Any hand sanitizer with too much fragrance contains harmful chemicals such as phthalates and parabens. Phthalates disrupt the endocrine system, affecting body development and reproduction. Parabens negatively impact hormone function, fertility, reproductive development, and birth outcomes. So, scented antibacterial hand sanitizers double your risks because you may expose yourself to triclosan, phthalates, and parabens all at the same time. 

As for alcohol-based sanitizers, they kill off good bacteria from your hands. The removal of good bacteria puts you at risk of harm from dangerous bacteria. Alcohol-based sanitizer also lowers the skin barrier function, making the skin membrane permeable to toxic chemicals. For all those that care about the way they look and their age, alcohol-based hand sanitizer can rapidly age your hands if lotion is not immediately applied after use. Another considerable risk is if you cleanse your hands with alcohol-based hand sanitizer and directly touch something with BPA on it. The hand sanitizer causes the BPA to absorb into your hands up to a hundred times more. After absorption, a thin layer of BPA will stay on your hands. So, if you eat something with BPA on your hands, you are consuming a portion of that BPA with every bite. BPA is dangerous because it causes hormonal disorders, cancer, and a plethora of other body issues. 

The risks of hand sanitizer use do not outweigh the benefits. To protect yourself from nasty germs, be sure to wash your hands first and use hand sanitizer as a last resort. It would also be smart not to recommend or personally use alcohol-free or scented sanitizers because of harmful ingredients. Hand sanitizer does kill harmful bacteria, and it is useful in defending you from serious illnesses. However, it would be best to be mindful of which sanitizer products you use.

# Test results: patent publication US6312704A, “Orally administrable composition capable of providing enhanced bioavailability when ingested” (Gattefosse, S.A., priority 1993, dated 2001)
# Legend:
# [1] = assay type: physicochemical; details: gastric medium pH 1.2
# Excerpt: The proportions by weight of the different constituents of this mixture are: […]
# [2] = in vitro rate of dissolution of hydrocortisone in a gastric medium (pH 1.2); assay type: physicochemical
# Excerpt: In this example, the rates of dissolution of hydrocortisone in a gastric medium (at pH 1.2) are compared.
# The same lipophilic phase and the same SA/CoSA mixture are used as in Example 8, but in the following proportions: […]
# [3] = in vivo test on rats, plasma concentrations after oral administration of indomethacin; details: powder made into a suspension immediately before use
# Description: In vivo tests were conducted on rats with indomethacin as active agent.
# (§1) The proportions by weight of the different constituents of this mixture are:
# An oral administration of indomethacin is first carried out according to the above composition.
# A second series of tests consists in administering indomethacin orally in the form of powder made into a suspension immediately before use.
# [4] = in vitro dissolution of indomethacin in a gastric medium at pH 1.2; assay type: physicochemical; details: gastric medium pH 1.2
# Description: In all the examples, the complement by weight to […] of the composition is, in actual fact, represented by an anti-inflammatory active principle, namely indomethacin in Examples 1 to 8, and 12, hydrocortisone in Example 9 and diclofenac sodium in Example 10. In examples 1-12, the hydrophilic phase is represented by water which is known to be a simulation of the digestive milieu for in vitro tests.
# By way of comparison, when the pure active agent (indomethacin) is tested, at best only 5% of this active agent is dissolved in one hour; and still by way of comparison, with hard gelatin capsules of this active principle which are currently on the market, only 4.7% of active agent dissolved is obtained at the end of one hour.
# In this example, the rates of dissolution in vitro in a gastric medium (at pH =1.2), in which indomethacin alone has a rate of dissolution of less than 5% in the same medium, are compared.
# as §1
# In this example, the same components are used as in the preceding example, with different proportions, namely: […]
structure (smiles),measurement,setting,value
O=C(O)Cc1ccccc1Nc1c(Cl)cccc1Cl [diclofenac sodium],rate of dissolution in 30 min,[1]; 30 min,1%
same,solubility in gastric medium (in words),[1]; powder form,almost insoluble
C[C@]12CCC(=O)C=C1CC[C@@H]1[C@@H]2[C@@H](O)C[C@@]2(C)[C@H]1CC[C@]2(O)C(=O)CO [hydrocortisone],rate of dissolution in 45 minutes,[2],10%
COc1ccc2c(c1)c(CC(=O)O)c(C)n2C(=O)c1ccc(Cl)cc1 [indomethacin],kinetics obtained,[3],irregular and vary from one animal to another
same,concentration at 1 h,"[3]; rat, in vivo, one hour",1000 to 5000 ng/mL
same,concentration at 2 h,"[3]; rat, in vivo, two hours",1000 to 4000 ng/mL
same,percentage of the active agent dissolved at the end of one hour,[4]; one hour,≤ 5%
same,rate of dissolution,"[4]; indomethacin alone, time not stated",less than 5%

Hand sanitizer is a vital asset to have in a time such as this. In a world of uncertainty, being confident that you can defend yourself from harmful bacteria is a much-needed comfort. Although, as with all good and great things, there’s a catch; the wrong hand sanitizers can cause more harm than good. There’s no reason to buy non-alcohol-based and scented sanitizers beyond the aesthetic. Alcohol-based sanitizers with an alcohol rating of 60% or higher are the key to hygienic success and one step closer to a COVID free life. 

Bibliography

Center for Drug Evaluation and Research. (n.d.). FDA Advises Consumers Not to Use Eskbiochem Hand Sanitizers. Retrieved from https://www.fda.gov/drugs/drug-safety-and-availability/fda-advises-consumers-not-use-hand-sanitizer-products-manufactured-eskbiochem

Korab, A. (2020). 9 Side Effects of Using Hand Sanitizer, According to Doctors. Retrieved from https://www.eatthis.com/side-effects-hand-sanitizer-doctors/

FDA Expands List of Hand Sanitizers That Contain Toxic Methanol. (n.d.). Retrieved from https://www.healthline.com/health-news/fda-says-avoid-9-hand-sanitizers-that-contain-toxic-methanol

Person. (2020). Why Hand Sanitizer Isn’t As Good As Soap. Retrieved from https://www.franciscanhealth.org/news-and-events/news/dirty-truth-why-hand-sanitizer-isnt-good-soap

R. L. (n.d.). Hand Sanitizers: Understanding the Good, the Bad, and the Ugly. Retrieved from http://blog.richterhc.com/hand-sanitizers-understanding-the-good-the-bad-and-the-ugly

Show Me the Science – When & How to Use Hand Sanitizer in Community Settings. (2020). Retrieved from https://www.cdc.gov/handwashing/show-me-the-science-hand-sanitizer.html

What you should know about hand sanitizer. (n.d.). Retrieved from https://www.mclaren.org/main/blog/what-you-should-know-about-hand-sanitizer-1254